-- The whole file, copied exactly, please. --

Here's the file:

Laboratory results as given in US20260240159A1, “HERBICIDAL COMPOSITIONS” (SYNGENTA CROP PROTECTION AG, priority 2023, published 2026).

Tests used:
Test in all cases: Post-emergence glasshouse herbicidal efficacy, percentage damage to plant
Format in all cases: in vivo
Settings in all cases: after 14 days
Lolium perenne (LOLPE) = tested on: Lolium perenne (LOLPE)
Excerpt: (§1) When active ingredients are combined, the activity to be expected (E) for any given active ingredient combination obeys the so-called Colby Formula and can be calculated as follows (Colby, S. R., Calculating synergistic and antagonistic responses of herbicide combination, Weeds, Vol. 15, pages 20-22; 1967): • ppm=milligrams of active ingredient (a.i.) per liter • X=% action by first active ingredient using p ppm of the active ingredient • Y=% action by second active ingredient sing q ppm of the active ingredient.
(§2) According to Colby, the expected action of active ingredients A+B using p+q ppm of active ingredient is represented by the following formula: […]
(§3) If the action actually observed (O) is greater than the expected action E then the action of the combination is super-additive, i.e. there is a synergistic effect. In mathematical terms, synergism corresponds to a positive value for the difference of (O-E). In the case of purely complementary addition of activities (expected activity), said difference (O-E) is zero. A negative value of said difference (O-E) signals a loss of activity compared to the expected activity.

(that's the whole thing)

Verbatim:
Laboratory results as given in US20260240159A1, “HERBICIDAL COMPOSITIONS” (SYNGENTA CROP PROTECTION AG, priority 2023, published 2026).

Tests used:
Test in all cases: Post-emergence glasshouse herbicidal efficacy, percentage damage to plant
Format in all cases: in vivo
Settings in all cases: after 14 days
Lolium perenne (LOLPE) = tested on: Lolium perenne (LOLPE)
Excerpt: (§1) When active ingredients are combined, the activity to be expected (E) for any given active ingredient combination obeys the so-called Colby Formula and can be calculated as follows (Colby, S. R., Calculating synergistic and antagonistic responses of herbicide combination, Weeds, Vol. 15, pages 20-22; 1967): • ppm=milligrams of active ingredient (a.i.) per liter • X=% action by first active ingredient using p ppm of the active ingredient • Y=% action by second active ingredient sing q ppm of the active ingredient.
(§2) According to Colby, the expected action of active ingredients A+B using p+q ppm of active ingredient is represented by the following formula: […]
(§3) If the action actually observed (O) is greater than the expected action E then the action of the combination is super-additive, i.e. there is a synergistic effect. In mathematical terms, synergism corresponds to a positive value for the difference of (O-E). In the case of purely complementary addition of activities (expected activity), said difference (O-E) is zero. A negative value of said difference (O-E) signals a loss of activity compared to the expected activity.